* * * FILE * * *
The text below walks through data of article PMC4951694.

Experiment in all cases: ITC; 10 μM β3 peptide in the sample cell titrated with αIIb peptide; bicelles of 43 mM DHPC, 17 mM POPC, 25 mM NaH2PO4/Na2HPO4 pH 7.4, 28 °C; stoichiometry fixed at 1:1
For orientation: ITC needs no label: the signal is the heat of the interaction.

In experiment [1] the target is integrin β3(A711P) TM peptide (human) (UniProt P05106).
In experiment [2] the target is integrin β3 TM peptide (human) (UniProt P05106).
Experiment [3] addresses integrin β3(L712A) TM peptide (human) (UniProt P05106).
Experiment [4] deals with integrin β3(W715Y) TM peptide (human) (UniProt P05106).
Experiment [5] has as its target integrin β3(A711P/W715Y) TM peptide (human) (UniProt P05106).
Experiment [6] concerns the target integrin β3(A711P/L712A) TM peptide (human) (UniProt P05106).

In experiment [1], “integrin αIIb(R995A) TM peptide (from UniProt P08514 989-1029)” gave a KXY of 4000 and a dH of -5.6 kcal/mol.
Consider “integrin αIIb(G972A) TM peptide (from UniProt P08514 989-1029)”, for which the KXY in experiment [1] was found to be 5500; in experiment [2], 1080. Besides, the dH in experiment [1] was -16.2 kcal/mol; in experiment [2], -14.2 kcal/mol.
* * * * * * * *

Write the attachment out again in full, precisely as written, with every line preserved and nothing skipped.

The text below walks through data of article PMC4951694.

Experiment in all cases: ITC; 10 μM β3 peptide in the sample cell titrated with αIIb peptide; bicelles of 43 mM DHPC, 17 mM POPC, 25 mM NaH2PO4/Na2HPO4 pH 7.4, 28 °C; stoichiometry fixed at 1:1
For orientation: ITC needs no label: the signal is the heat of the interaction.

In experiment [1] the target is integrin β3(A711P) TM peptide (human) (UniProt P05106).
In experiment [2] the target is integrin β3 TM peptide (human) (UniProt P05106).
Experiment [3] addresses integrin β3(L712A) TM peptide (human) (UniProt P05106).
Experiment [4] deals with integrin β3(W715Y) TM peptide (human) (UniProt P05106).
Experiment [5] has as its target integrin β3(A711P/W715Y) TM peptide (human) (UniProt P05106).
Experiment [6] concerns the target integrin β3(A711P/L712A) TM peptide (human) (UniProt P05106).

In experiment [1], “integrin αIIb(R995A) TM peptide (from UniProt P08514 989-1029)” gave a KXY of 4000 and a dH of -5.6 kcal/mol.
Consider “integrin αIIb(G972A) TM peptide (from UniProt P08514 989-1029)”, for which the KXY in experiment [1] was found to be 5500; in experiment [2], 1080. Besides, the dH in experiment [1] was -16.2 kcal/mol; in experiment [2], -14.2 kcal/mol.